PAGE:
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TGG Interview Series VII – Katherine Hope Borges

image The next interview in the TGG Interview Series with members of the Genetic Genealogy field is with Katherine Hope Borges.  Katherine is the Director of the ISOGG, the International Society of Genetic Genealogists.  In June of last year, I highlighted a video interview with Katherine done by Roots Television.

In addition to the her work with the ISOGG, Katherine recently launched DNA Fund to provide scholarships and funding for DNA testing, which can often be expensive.

In the following interview, Katherine talks about her introduction to genetic genealogy as well as the launch of DNA Fund.

TGG: How long have you been actively involved in genetic genealogy, and how did you become interested in the field?

Katherine Hope Borges: I learned about genetic genealogy in 2003 from a speaker at a Daughters of the American Revolution (DAR) meeting.  The speaker, a DNA Project Administrator, shared her success in using DNA for genealogy so I decided to try it.  My father tested in May 2003 and I established a DNA project in October of the same year.

TGG: You are one of the founders of the International Society of Genetic Genealogy.  How did the group come about, and what are the goals of the organization?
KHB: The birth of ISOGG was a result of the 2004 International Conference on Genetic Genealogy hosted by Family Tree DNA.  Part of the credit goes to one of the conference speakers, Megan Smolenyak-Smolenyak, who mentioned how there were so many misconceptions about genetic genealogy that people were being banned from forums and lists for even talking about it.  This illustrated the lack of education on the subject and the need for a supportive network for genetic genealogists.  I held meetings in Northern and Southern California to find out if others shared this vision and those people became the Founders.

ISOGG is a dues free society with no revenue sources.  It probably sounds a little crazy to run an organization with no funding, but as a dues paying member of several lineage and genealogical societies, if I have extra spending money, I want it to go to DNA testing!  Since ISOGG is primarily an internet-based society, the costs are relatively low.  Those who share the mission of ISOGG, to promote and educate about genetic genealogy support it by answering questions on the mailing lists, compiling information on web pages, giving a speech to a local society, etc.

TGG: Has genetic genealogy helped you break through any of your brick walls or solve a family mystery?

KHB: Many times now, but what is funny is that when my father tested and compared against two others of the same surname, no one matched!  Good thing a close match came in later that year or otherwise, I might have thrown in the towel on the whole business.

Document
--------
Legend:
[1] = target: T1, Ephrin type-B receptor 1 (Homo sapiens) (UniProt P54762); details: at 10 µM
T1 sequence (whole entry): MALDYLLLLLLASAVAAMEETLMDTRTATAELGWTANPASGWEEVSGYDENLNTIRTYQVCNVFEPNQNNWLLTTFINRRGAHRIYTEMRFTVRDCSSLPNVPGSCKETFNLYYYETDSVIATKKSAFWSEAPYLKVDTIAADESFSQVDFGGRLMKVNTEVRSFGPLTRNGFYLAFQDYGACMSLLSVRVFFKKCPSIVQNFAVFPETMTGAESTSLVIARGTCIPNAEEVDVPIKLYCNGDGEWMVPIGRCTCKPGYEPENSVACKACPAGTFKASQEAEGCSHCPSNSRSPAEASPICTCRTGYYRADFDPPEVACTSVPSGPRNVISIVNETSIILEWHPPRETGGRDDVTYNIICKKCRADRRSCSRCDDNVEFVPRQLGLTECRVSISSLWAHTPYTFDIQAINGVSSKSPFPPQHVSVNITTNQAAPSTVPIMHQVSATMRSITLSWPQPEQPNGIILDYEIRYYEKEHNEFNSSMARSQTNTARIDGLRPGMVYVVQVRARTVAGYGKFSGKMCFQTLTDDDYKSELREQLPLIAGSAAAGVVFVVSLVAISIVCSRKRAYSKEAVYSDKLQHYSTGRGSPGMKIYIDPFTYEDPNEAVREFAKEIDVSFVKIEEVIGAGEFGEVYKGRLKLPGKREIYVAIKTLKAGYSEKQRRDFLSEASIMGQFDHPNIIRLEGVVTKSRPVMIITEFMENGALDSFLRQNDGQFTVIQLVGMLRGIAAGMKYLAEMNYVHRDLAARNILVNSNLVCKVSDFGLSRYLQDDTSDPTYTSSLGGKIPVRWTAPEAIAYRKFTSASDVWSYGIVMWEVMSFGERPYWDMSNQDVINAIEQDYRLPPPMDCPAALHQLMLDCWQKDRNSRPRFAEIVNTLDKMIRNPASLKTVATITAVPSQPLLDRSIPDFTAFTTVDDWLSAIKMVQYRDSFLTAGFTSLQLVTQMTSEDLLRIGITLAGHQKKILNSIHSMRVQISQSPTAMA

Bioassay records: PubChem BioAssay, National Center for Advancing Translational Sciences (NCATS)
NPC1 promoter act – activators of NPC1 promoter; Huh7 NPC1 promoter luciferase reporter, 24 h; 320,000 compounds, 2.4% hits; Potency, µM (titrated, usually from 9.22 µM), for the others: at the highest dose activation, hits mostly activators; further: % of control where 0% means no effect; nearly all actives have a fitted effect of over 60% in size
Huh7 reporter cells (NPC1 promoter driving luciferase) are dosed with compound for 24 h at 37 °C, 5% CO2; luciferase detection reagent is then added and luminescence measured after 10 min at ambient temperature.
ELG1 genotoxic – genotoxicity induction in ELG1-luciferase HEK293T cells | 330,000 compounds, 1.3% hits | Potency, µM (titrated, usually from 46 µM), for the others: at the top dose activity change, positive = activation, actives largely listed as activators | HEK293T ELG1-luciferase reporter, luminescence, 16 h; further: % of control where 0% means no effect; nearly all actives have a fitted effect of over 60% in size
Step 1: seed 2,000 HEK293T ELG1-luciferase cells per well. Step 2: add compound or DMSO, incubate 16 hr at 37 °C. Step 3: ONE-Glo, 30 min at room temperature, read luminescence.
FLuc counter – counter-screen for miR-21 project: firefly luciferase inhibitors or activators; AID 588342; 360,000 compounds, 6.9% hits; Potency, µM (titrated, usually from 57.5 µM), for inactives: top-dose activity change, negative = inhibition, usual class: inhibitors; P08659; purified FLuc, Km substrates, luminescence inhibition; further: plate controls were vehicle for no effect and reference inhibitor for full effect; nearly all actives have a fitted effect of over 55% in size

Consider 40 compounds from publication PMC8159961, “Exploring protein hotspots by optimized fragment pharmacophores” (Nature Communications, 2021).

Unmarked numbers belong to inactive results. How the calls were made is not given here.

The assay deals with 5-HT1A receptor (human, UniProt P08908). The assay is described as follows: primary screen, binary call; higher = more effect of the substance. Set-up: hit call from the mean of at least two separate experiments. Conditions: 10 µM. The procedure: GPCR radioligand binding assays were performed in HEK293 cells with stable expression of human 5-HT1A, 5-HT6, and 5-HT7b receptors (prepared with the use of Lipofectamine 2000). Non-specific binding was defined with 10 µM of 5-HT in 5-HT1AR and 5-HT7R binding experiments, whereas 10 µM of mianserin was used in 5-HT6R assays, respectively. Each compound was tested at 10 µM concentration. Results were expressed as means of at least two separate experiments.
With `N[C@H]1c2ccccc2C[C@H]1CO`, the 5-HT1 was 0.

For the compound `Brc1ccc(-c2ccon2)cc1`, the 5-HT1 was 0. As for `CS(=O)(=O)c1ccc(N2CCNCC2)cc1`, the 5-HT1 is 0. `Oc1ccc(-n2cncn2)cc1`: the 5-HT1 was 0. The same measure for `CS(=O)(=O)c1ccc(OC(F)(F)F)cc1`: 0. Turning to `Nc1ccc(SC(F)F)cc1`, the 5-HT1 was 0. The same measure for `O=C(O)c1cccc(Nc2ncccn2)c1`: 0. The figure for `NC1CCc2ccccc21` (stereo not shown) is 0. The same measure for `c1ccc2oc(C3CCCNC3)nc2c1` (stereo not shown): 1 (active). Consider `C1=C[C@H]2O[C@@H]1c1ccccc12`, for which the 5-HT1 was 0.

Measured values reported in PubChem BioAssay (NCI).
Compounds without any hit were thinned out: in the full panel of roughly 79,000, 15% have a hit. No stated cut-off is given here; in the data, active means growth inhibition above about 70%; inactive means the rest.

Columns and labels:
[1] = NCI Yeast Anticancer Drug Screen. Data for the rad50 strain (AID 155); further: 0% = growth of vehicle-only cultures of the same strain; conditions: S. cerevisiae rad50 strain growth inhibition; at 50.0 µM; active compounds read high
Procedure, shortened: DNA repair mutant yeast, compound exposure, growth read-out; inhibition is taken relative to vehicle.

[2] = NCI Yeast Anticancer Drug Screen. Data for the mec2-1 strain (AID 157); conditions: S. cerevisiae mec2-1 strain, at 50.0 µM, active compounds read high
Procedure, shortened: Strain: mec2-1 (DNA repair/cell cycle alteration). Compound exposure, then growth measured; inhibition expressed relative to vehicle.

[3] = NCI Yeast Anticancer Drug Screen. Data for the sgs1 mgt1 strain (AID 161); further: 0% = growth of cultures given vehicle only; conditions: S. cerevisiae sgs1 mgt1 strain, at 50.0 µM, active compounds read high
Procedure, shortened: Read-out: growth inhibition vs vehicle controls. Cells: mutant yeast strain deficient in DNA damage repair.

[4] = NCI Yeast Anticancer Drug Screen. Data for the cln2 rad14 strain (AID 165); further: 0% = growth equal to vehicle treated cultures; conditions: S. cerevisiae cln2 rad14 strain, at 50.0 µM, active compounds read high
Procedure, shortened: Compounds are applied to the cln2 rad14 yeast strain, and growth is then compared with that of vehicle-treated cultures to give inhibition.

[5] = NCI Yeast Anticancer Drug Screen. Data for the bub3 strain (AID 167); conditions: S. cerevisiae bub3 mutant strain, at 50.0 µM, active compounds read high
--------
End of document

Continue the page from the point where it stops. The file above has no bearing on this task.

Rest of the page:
The brick wall that was broken by my father’s match was whether two men with the same surname in the same county listed in the 1790 South Carolina U.S. Census were related or not.  Indeed they were and a bible record was later discovered showing the two men were brothers.

TGG: What do you think the future holds for genetic genealogy?

KHB: Currently, genetic genealogy still seems to be used as a  “last resort”  to get through  a brick wall;  but I think that as it grows in popularity and use, that people just beginning genealogy may start by doing a DNA test.  Additionally, I think that advances in genetics research hold many amazing discoveries to come on what can be learned about our ancestral origins.

TGG: Aside from the ISOGG, what other genealogy-related projects are you involved with?

KHB: I recently launched The DNA Fund www.dnafund.org – an organization to provide scholarships and grants for DNA testing.  There is a real need for this as it can be a rather costly aspect of genealogy, but I also want it to benefit the scientific genetics community as the two are symbiotic.
I am also very involved in DAR and have formed a local society of Children of the American Revolution.  In addition, I am a Girl Scout Leader and the first badge my troop earned as Cadettes was the heritage badge!  (What else, right?  There is no “DNA badge”…yet…)
All of this leaves little time for traditional genealogy research, but I do manage a few days for that out of the year.  I attend an annual family reunion in South Carolina and always try to fit in research at either the South Carolina Archives or  the University of South Carolina.  If I have the opportunity to attend DAR Continental Congress in Washington DC, then most of my free time there is spent in the stacks of the DAR Library.

TGG: Thank you for a great interview Katherine!

Blaine Bettinger

Intellectual property attorney, genealogist, and author of The Genetic Genealogist since 2007